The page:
| CAPE CANAVERAL, Florida
CAPE CANAVERAL, Florida Web search leader
Google Inc. will sponsor a $30 million competition for an
unmanned lunar landing, following up on the $10 million Ansari
X Prize that spurred a private sector race to space.
Like the Ansari X Prize, which was claimed in 2004 by
aircraft designer Burt Rutan and financier Paul Allen for a
pair of flights by SpaceShipOne, the Google Lunar X Prize is
open to private industry and non-government entities worldwide,
organizers said before an official announcement on Thursday.
First prize is $20 million for the group that can land a
lunar rover -- an unmanned robotic probe -- on the moon, take
it on a 500 meter (1,640 ft) trek and broadcast video back to
Earth by December 31, 2012.
The prize falls to $15 million if the landing takes place
by December 31, 2014.
A second-place winner will receive $5 million. In addition,
at least $5 million in bonuses are available for milestones
such as finding relics from the U.S. Apollo moon landings, or
from Soviet lunar explorations, detecting water ice or keeping
the rover alive on the lunar surface overnight.
"Our hope is to educate and change public views about the
moon," X Prize Foundation founder Peter Diamandis told Reuters
in an interview last week. "The moon is an offshore island of
Earth that has valuable resources which will benefit us as we
grow as a species. We should look at it in that fashion."
The program was to be officially unveiled at Wired
magazine's NextFest technology showcase, which opened Thursday
in Los Angeles.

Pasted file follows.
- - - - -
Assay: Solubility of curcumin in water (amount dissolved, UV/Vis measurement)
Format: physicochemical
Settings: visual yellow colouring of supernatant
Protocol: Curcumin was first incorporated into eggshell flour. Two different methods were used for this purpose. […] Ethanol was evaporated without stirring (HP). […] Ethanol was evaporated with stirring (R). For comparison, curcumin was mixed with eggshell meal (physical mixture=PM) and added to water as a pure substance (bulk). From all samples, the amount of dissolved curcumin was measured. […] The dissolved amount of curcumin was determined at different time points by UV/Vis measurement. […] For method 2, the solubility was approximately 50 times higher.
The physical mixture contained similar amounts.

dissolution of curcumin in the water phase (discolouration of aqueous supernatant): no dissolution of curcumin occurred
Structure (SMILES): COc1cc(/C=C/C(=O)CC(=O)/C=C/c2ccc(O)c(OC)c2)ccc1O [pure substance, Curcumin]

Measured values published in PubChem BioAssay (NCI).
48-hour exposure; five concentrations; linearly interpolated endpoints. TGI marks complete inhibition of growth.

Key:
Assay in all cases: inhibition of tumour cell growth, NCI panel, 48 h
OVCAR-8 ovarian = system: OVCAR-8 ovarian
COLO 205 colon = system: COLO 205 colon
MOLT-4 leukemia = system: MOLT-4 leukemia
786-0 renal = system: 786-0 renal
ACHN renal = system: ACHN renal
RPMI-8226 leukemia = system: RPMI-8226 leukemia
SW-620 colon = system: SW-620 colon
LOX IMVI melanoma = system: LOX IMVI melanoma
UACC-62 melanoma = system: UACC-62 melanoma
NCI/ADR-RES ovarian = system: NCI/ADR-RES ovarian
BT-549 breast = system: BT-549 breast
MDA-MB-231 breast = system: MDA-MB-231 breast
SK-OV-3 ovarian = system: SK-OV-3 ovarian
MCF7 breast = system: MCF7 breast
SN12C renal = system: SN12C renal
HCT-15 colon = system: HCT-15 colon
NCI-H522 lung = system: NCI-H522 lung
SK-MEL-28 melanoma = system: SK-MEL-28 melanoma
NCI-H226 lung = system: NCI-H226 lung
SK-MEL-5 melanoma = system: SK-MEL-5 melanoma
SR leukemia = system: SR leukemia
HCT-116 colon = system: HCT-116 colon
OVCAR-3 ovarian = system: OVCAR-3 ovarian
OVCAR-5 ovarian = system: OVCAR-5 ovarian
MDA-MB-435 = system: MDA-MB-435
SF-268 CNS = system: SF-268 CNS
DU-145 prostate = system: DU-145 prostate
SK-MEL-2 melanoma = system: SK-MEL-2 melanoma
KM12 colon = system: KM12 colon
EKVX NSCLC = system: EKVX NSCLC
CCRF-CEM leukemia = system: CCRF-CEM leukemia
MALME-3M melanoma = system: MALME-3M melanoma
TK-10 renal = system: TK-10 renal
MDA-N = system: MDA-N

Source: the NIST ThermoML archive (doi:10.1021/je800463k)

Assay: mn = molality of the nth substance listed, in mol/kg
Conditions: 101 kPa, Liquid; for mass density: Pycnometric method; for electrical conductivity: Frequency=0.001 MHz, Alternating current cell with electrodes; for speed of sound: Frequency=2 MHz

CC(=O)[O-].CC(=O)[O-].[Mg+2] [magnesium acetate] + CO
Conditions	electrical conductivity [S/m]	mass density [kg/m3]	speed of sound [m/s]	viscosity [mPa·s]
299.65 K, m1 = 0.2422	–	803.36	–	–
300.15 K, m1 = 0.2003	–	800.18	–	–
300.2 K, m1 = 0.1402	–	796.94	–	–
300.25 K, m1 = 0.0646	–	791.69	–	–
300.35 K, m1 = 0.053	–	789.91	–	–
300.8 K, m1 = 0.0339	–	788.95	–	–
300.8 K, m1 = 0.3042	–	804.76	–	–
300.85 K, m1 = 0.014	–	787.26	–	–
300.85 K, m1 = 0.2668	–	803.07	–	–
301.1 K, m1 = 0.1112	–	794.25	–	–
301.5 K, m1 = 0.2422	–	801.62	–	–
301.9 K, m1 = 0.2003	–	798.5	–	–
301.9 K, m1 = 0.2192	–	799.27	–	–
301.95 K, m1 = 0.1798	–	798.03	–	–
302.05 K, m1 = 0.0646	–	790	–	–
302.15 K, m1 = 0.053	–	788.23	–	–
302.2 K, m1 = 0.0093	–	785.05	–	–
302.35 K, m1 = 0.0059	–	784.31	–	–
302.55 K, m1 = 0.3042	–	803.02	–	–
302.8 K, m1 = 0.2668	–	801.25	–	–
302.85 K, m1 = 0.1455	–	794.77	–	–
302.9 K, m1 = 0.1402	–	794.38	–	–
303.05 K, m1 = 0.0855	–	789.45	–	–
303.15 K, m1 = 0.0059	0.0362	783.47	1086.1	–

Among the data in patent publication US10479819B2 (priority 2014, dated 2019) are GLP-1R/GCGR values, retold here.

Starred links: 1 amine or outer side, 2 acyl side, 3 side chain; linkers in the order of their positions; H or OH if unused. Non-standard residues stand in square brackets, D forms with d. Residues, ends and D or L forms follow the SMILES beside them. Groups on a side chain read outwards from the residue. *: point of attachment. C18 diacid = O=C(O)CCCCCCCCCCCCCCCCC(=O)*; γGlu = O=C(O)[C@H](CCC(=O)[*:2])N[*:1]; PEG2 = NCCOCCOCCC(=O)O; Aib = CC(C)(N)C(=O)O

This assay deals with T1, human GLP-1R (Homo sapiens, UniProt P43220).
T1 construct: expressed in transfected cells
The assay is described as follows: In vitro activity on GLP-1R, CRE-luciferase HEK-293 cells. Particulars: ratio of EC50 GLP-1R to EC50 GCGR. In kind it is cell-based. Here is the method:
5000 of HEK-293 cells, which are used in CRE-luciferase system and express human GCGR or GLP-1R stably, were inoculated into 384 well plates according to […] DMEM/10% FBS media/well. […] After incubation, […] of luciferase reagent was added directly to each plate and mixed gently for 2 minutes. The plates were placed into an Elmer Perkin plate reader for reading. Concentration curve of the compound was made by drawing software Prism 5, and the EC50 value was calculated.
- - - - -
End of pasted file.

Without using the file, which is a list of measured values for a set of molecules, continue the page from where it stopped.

NASA had considered a similar venture as part of its
Centennial Challenges program, but the agency so far has been
able to fund prizes only up to $750,000. The NASA competitions
also are closed to non-Americans.
"NASA is kind of an interested bystander," said Pete
Worden, director of NASA's Ames Research Centre in California
and a long-time commercial space and lunar development
advocate. "If a private company perfects a process to get
payloads to the moon, NASA will have a lot interest in that."
The United States plans to retire its space shuttles in
2010 and develop new vehicles that can fly people to the
International Space Station as well as the moon.
NASA, which landed six crews on the moon between 1969 and
1972 under the Apollo program, hopes to return astronauts to
the lunar surface by 2020.
They may find it a busy place, as Russia, Japan, India and
China have announced their own lunar ambitions.
SEEDING NEW INDUSTRY
Diamandis said he guessed four or five teams in the United
States have the technical skills and financial backing to enter
the race, and about the same number overseas. He estimated
building, flying and operating a rover on the moon will cost
between $20 million and $60 million.
It could seed a new industry. The SpaceShipOne flights
paved the way for the construction of a fleet of commercial
suborbital spacecraft for Virgin Galactic, an offshoot of
Richard Branson's Virgin Group. Passenger service is expected
to begin in 2009 or 2010.
"We're starting on steps that will eventually lead to
permanent settlement of the moon and Mars," Worden said.
"That's probably going to get led by the private sector."
To help aspiring lunar explorers, start-up launch services
firm Space Exploration Technologies (SpaceX) of El Segundo,
Calif., is offering to fly contestants' rovers on its Falcon
rockets at cost, which would be about $7 million for its
"I'm a huge believer in us becoming a space-faring
civilization," said SpaceX founder Elon Musk, the creator of
Internet payments scheme PayPal.